Problem gambling and family violence: Prevalence and patterns in treatment-seekers

Abstract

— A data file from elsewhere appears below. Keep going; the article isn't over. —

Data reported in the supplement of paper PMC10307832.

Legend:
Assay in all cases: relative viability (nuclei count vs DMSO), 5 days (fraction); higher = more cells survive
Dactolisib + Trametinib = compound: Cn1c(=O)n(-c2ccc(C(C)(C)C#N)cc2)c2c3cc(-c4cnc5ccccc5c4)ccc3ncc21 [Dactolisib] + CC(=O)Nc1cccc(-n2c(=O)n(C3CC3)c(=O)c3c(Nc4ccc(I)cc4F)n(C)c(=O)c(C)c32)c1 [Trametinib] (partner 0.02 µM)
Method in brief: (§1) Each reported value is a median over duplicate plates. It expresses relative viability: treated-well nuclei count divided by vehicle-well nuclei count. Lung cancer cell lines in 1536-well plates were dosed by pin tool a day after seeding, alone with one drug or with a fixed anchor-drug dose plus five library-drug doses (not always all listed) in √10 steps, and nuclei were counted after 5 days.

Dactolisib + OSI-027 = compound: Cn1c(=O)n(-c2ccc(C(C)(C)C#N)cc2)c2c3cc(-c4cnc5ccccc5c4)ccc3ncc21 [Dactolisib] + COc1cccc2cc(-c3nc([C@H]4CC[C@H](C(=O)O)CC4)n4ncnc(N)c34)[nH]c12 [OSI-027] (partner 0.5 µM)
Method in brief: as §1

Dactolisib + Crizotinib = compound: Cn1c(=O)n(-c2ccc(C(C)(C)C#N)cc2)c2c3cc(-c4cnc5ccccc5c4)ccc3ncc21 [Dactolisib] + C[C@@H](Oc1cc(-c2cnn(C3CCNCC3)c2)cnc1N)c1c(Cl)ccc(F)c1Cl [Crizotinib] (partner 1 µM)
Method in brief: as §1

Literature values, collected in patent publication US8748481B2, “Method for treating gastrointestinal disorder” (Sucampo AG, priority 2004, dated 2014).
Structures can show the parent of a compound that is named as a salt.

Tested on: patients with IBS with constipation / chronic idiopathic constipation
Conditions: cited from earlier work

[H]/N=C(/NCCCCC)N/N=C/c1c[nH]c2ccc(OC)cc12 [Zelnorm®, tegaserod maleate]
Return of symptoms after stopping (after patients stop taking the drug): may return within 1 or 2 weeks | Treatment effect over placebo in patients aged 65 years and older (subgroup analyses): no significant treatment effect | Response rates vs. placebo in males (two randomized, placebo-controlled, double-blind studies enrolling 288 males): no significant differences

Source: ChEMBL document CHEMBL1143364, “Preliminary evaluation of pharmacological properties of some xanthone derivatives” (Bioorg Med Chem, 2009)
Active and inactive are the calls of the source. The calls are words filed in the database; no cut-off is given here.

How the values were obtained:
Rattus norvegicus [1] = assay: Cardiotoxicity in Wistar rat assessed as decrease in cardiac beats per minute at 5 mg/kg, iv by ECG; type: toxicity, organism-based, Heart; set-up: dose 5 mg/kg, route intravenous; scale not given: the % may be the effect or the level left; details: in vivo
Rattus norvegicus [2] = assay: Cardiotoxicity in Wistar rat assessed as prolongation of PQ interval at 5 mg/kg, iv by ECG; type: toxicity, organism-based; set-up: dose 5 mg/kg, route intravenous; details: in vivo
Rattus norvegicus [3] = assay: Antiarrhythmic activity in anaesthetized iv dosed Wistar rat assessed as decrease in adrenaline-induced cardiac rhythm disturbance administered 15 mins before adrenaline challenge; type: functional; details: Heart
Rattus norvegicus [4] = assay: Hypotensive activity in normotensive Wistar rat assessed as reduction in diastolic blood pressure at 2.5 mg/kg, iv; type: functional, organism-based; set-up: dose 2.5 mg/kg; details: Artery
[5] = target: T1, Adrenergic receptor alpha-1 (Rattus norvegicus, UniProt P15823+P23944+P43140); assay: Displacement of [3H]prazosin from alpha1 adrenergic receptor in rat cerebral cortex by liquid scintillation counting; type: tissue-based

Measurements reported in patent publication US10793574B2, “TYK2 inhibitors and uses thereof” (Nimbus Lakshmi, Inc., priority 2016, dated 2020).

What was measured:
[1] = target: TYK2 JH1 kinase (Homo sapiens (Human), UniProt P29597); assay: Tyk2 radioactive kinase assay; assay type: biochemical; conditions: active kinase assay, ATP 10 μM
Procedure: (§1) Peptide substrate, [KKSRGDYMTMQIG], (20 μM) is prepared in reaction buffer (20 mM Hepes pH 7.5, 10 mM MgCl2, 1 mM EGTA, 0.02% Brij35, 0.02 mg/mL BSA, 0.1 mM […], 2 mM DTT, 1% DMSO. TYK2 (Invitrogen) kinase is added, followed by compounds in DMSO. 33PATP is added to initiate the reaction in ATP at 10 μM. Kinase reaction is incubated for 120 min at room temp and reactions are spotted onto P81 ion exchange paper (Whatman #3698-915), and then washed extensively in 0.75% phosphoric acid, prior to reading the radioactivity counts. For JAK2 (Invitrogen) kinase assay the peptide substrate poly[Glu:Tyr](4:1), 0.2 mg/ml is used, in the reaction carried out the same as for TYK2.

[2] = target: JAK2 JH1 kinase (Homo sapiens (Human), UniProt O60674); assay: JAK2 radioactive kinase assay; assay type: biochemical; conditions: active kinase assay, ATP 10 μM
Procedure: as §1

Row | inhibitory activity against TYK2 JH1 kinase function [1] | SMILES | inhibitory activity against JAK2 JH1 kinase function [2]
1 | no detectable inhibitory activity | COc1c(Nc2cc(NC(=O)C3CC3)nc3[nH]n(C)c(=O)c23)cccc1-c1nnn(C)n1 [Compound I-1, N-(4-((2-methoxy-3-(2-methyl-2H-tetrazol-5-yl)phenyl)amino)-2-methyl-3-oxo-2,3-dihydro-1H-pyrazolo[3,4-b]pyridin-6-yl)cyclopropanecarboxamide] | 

The primary aim of this study was to explore the prevalence and patterns of family violence in treatment-seeking problem gamblers. Secondary aims were to identify the prevalence of problem gambling in a family violence victimisation treatment sample and to explore the relationship between problem gambling and family violence in other treatment-seeking samples. Clients from 15 Australian treatment services were systematically screened for problem gambling using the Brief Bio-Social Gambling Screen and for family violence using single victimisation and perpetration items adapted from the Hurt-Insulted-Threatened-Screamed (HITS): gambling services (n = 463), family violence services (n = 95), alcohol and drug services (n = 47), mental health services (n = 51), and financial counselling services (n = 48). The prevalence of family violence in the gambling sample was 33.9% (11.0% victimisation only, 6.9% perpetration only, and 16.0% both victimisation and perpetration). Female gamblers were significantly more likely to report victimisation only (16.5% cf. 7.8%) and both victimisation and perpetration (21.2% cf. 13.0%) than male gamblers. There were no other demographic differences in family violence prevalence estimates. Gamblers most commonly endorsed their parents as both the perpetrators and victims of family violence, followed by current and former partners. The prevalence of problem gambling in the family violence sample was 2.2%. The alcohol and drug (84.0%) and mental health (61.6%) samples reported significantly higher rates of any family violence than the gambling sample, while the financial counselling sample (10.6%) reported significantly higher rates of problem gambling than the family violence sample. The findings of this study support substantial comorbidity between problem gambling and family violence, although this may be accounted for by a high comorbidity with alcohol and drug use problems and other psychiatric disorders. They highlight the need for routine screening, assessment and management of problem gambling and family violence in a range of services.

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